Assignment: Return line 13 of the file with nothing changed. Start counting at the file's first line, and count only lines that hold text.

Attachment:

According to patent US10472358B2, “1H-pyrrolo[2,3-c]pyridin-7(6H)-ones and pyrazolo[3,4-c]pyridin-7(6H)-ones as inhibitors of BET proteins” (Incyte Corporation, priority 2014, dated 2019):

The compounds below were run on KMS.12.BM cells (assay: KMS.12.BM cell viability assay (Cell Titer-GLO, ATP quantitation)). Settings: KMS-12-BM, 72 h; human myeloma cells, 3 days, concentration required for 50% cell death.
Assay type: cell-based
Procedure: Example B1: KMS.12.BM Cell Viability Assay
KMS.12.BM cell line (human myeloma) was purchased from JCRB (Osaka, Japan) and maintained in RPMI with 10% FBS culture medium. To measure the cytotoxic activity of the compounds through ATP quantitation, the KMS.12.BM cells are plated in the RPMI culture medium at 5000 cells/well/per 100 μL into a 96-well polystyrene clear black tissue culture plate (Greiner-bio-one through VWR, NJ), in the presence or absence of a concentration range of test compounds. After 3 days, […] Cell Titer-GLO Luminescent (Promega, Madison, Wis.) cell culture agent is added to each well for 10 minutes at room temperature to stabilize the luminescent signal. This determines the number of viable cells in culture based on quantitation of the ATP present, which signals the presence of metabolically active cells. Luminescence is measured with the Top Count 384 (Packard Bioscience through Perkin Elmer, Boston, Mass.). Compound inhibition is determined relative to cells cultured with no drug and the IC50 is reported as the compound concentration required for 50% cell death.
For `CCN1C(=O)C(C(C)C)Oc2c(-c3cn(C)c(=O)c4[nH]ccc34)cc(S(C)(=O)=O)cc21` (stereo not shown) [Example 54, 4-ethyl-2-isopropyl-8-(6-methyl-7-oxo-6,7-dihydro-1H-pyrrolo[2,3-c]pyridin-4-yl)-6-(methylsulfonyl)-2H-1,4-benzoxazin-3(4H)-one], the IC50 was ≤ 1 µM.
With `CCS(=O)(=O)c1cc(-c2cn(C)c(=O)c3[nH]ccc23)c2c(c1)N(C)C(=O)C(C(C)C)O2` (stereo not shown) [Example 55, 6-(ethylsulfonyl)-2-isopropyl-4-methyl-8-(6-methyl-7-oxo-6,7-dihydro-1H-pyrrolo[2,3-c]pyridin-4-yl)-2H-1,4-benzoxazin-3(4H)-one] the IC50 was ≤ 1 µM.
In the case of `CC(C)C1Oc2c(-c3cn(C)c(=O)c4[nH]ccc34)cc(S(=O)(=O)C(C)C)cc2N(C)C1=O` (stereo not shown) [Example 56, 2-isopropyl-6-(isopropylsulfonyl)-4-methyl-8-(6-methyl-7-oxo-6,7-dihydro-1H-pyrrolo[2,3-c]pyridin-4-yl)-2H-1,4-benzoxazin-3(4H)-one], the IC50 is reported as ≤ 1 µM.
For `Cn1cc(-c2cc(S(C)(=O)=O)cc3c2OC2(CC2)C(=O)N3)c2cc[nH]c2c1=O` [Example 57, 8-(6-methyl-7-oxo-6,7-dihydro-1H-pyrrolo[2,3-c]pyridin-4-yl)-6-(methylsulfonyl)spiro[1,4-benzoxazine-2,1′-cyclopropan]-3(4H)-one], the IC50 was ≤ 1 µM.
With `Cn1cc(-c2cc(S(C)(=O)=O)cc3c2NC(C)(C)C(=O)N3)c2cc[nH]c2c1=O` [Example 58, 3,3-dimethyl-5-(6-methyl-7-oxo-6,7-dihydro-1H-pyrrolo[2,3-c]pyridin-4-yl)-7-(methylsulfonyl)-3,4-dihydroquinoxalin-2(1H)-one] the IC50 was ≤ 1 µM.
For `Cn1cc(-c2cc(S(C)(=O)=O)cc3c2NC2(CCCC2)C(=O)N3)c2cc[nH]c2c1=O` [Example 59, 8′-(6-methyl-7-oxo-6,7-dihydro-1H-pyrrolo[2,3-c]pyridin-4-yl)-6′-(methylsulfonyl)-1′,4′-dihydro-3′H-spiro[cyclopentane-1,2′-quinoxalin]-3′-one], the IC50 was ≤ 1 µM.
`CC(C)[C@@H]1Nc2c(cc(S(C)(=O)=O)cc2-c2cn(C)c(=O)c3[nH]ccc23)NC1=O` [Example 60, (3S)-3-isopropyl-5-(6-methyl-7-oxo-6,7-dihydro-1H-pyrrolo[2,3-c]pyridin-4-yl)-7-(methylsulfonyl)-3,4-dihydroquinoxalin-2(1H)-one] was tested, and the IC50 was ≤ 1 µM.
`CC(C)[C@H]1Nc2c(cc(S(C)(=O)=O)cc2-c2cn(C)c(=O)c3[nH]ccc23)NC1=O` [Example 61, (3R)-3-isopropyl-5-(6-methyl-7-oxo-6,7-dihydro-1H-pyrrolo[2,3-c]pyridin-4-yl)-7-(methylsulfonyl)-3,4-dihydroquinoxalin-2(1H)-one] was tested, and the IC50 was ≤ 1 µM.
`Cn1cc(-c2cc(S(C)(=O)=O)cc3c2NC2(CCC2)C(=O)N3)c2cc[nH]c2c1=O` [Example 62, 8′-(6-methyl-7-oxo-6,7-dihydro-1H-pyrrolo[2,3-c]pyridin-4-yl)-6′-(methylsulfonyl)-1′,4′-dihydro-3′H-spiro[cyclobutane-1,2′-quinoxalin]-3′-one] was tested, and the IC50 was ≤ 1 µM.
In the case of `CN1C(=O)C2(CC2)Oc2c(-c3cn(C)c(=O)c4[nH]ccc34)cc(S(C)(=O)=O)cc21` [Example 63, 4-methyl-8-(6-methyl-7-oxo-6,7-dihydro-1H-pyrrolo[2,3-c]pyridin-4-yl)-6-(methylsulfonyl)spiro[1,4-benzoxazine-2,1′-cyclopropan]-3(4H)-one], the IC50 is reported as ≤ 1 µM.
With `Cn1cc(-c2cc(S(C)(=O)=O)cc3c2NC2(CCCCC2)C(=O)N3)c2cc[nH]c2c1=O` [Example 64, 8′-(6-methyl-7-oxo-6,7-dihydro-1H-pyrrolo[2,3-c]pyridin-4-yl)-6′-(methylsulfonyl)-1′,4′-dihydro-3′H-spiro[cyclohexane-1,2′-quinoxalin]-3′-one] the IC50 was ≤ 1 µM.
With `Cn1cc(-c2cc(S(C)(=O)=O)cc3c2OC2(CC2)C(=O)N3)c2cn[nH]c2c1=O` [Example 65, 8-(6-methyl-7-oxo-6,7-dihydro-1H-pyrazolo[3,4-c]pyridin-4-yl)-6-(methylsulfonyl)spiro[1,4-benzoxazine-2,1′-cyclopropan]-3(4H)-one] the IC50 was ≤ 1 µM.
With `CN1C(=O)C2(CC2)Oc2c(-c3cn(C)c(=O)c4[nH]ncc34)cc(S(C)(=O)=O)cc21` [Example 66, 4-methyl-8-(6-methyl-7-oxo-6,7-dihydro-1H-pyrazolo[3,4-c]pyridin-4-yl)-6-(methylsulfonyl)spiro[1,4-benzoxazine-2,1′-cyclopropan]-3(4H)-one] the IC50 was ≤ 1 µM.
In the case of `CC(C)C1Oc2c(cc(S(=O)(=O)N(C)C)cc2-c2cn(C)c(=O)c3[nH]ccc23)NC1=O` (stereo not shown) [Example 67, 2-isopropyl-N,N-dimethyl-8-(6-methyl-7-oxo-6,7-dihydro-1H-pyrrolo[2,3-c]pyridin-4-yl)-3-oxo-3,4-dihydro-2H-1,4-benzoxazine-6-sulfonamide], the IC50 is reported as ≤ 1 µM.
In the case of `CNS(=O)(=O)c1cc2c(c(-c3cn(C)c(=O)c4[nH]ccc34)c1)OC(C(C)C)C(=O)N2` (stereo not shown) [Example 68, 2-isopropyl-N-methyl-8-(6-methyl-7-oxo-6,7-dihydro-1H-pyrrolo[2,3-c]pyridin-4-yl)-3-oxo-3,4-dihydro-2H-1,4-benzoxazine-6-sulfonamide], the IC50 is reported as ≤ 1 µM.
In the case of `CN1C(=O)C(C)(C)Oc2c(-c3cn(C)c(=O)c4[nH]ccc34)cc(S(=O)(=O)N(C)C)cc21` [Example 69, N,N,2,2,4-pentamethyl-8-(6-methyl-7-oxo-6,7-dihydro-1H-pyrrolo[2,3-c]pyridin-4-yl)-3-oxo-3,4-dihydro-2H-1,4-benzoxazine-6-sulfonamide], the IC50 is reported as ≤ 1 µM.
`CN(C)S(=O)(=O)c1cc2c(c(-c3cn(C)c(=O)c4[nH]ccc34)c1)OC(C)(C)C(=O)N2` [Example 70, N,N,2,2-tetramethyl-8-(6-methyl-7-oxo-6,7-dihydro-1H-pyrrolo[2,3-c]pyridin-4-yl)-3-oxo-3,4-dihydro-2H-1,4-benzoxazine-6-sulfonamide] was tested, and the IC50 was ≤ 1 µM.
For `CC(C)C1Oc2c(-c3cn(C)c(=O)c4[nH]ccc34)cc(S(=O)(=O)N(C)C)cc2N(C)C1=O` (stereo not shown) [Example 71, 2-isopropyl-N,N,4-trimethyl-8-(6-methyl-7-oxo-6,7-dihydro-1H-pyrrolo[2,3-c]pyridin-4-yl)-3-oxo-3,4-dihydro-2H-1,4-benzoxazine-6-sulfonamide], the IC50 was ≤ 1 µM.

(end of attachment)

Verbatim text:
`CC(C)[C@H]1Nc2c(cc(S(C)(=O)=O)cc2-c2cn(C)c(=O)c3[nH]ccc23)NC1=O` [Example 61, (3R)-3-isopropyl-5-(6-methyl-7-oxo-6,7-dihydro-1H-pyrrolo[2,3-c]pyridin-4-yl)-7-(methylsulfonyl)-3,4-dihydroquinoxalin-2(1H)-one] was tested, and the IC50 was ≤ 1 µM.